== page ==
ability to distribute maps and data using web-browser-enabled reports is critical to the
efficient use of the information. The millions of dollars spent to collect pavement data are
wasted unless the data become information that managers and decision-makers can have
readily accessible and whose accuracy they can trust.

NEEDS AT THE EXECUTIVE LEVEL
        Although the researchers have not interviewed personnel at the executive level of
TxDOT, some general observations have been made as to requirements for the executive-
level users. The executive level probably has no requirement or need to enter, manage,
transform, or integrate data.
        QUERY AND ANALYSIS
        Executive-level users will probably have predefined queries developed for them.
Reports can be automatically prepared and sent to them. GIS can also be simplified so that
frequently viewed data can be updated by others and reviewed upon demand. If the
executive-level user has a need for querying the system, he will ask someone to develop and
send it to him.
        DISPLAY AND REPORTING
        Executive-level users will have extensive display and reporting capability. Depending
upon the level at which executives embrace GIS technology, the capabilities at this level can
be quite complex. If support from the executive level is beneficial for implementation, then
considerable emphasis should be placed on developing reports customized for the executive
level.



                                               39
DATA REQUIREMENTS FOR TXDOT PAVEMENT
MANAGEMENT USING GIS
        Table 6.1 is provided as a listing of data needs and requirements for pavement
management. Not all the items have the same priority. The implementation planning should
take into account what can be done with existing databases while still leaving the
functionality to add new databases and new analysis capability in the future.

                    TABLE 6.1 GIS DATA NEEDS BY OFFICE LEVEL


                             Needs                         Area District Division   Executive
1. Preparation of Maps for Decision Making
        Condition of Roads                                  Y      Y        Y          Y
        Construction Projects                               Y      Y        Y          Y
        Allocation of Funds within District                 N      Y        N          N
        Effects of Maintenance                              Y      Y        N          N
        Budget Planning                                     N      Y        Y          Y
        Budget Preparation Tools                            Y      Y        Y          Y
        Accident Data                                       Y      Y        Y          N
        Network Trend Information                           N      Y        Y          Y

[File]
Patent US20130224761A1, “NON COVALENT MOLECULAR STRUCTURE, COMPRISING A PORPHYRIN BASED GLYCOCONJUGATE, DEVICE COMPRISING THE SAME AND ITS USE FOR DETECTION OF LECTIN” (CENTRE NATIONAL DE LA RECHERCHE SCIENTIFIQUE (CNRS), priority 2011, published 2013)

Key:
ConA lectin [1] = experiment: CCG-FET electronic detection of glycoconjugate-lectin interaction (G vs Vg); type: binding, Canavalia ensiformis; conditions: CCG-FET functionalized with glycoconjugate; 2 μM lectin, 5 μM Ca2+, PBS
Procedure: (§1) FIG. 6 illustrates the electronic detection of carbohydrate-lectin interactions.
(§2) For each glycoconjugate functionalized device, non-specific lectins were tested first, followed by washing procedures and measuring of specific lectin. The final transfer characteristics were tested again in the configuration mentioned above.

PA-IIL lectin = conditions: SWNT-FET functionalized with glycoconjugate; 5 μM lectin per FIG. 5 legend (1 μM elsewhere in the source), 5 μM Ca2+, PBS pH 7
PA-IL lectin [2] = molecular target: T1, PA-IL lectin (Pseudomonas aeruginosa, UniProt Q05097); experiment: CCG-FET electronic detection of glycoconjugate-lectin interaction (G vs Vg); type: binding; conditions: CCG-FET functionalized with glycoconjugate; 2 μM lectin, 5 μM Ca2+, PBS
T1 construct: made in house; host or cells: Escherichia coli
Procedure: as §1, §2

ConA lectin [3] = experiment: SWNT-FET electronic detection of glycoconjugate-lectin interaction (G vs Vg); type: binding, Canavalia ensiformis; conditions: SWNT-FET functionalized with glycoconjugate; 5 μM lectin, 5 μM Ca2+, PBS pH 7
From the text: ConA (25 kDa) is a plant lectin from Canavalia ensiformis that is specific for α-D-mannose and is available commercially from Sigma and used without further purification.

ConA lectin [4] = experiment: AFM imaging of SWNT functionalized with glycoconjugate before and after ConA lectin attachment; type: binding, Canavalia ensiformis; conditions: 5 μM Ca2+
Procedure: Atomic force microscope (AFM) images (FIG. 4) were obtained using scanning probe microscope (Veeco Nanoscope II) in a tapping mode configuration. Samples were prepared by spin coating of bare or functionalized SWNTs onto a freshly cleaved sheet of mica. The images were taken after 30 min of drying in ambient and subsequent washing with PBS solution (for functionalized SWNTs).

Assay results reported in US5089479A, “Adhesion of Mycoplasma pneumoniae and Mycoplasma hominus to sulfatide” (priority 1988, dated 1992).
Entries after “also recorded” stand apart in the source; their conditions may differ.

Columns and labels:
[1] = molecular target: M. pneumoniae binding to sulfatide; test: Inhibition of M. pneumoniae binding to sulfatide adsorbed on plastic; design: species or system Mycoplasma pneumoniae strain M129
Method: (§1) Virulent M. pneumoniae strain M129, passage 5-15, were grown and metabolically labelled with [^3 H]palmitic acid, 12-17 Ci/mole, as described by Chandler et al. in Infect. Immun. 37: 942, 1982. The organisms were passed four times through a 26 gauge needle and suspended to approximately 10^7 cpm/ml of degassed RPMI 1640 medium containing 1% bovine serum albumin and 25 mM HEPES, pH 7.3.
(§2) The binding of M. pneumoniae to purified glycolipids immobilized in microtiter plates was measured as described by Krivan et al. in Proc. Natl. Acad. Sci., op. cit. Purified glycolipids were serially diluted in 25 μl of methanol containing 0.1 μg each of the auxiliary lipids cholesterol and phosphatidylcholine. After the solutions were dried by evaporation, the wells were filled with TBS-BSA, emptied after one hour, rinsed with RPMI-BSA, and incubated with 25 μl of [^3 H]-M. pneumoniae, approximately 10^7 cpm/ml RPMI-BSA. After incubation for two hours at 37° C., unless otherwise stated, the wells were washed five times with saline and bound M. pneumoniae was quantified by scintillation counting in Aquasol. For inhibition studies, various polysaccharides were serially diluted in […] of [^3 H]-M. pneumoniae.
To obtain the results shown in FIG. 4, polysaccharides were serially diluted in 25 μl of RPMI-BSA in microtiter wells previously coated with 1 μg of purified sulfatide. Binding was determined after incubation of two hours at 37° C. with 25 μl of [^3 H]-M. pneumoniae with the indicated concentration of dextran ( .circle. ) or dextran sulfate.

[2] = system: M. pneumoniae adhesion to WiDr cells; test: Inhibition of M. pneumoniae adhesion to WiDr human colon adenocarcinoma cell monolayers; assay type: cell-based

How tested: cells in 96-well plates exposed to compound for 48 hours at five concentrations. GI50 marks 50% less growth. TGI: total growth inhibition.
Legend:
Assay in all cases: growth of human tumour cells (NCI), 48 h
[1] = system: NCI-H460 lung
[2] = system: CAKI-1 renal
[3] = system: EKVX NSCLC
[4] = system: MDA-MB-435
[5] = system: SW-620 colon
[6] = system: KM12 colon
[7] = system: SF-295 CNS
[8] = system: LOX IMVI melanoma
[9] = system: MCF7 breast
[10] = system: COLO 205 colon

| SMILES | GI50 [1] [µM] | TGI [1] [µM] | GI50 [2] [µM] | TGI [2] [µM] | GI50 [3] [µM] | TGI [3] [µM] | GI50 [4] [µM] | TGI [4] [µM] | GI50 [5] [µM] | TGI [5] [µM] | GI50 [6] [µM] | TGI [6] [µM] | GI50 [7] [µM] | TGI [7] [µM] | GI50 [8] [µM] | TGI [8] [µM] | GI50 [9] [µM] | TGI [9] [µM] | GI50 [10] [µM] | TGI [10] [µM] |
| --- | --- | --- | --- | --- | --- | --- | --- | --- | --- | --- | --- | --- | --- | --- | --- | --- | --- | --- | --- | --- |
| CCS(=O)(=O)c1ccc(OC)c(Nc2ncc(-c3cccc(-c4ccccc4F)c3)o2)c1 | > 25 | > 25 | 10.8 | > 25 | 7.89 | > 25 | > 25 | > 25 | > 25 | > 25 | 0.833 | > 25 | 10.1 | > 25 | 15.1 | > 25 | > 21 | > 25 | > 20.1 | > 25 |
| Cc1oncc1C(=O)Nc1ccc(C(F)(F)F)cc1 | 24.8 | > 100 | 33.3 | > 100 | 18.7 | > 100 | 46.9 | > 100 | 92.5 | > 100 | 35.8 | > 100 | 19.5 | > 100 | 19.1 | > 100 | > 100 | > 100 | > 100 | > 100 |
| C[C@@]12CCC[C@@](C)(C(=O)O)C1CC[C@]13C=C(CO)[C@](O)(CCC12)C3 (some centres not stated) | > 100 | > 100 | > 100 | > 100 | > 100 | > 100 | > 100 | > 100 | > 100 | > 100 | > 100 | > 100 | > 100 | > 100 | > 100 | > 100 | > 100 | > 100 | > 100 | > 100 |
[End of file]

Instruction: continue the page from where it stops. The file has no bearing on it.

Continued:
Pavement Performance History                        Y      Y        N          N
         Pavement Condition Projection Based upon Budget
             Cases                                          N      Y        Y          Y
2. Integration of Existing Databases
         PMIS Database — Current Year Data                  Y      Y        Y          Y
         PMIS Database — Multi-Year Data                    Y      Y        Y          N
         PMIS Reports                                       Y      Y        N          N
         Traffic Database                                   Y      Y        Y          N
         TRM Database                                       Y      Y        Y          Y
         Local Traffic Counts                               Y      Y        N          N
         Road Life Cross Section Data                       Y      Y        Y          N
         Bridges (location only)                            Y      Y        N          N
         BRINSAP Data                                       Y      Y        Y          N
         HPMS & Federal Databases                           N      Y        Y          N
         TIP Projects                                       N      Y        Y          Y
         Aerial Photography                                 Y      Y        Y          Y
         Load limited roadways and Bridges                  Y      Y        N          N




                                                  40
                  Table 6.1 GIS DATA NEEDS BY OFFICE LEVEL (cont.)


                           Needs                          Area District Division   Executive
3.Integration of New Databases
         Soil Conditions                                   Y      Y        N          N
         Weather Conditions – Rainfall                     Y      Y        N          N
         Weather Conditions – Temperature                  Y      Y        N          N
         Maintenance Database                              Y      Y        N          N
         Elevation Data                                    Y      N        N          N
         Significant Trip Generators, Heavy Load Sites     Y      Y        N          N
         Drainage Structures                               Y      Y        N          N
         Digital Copy of Plans                             Y      Y        N          N
         Research & Special Pavement Test Section
         Database                                          Y      Y        Y          N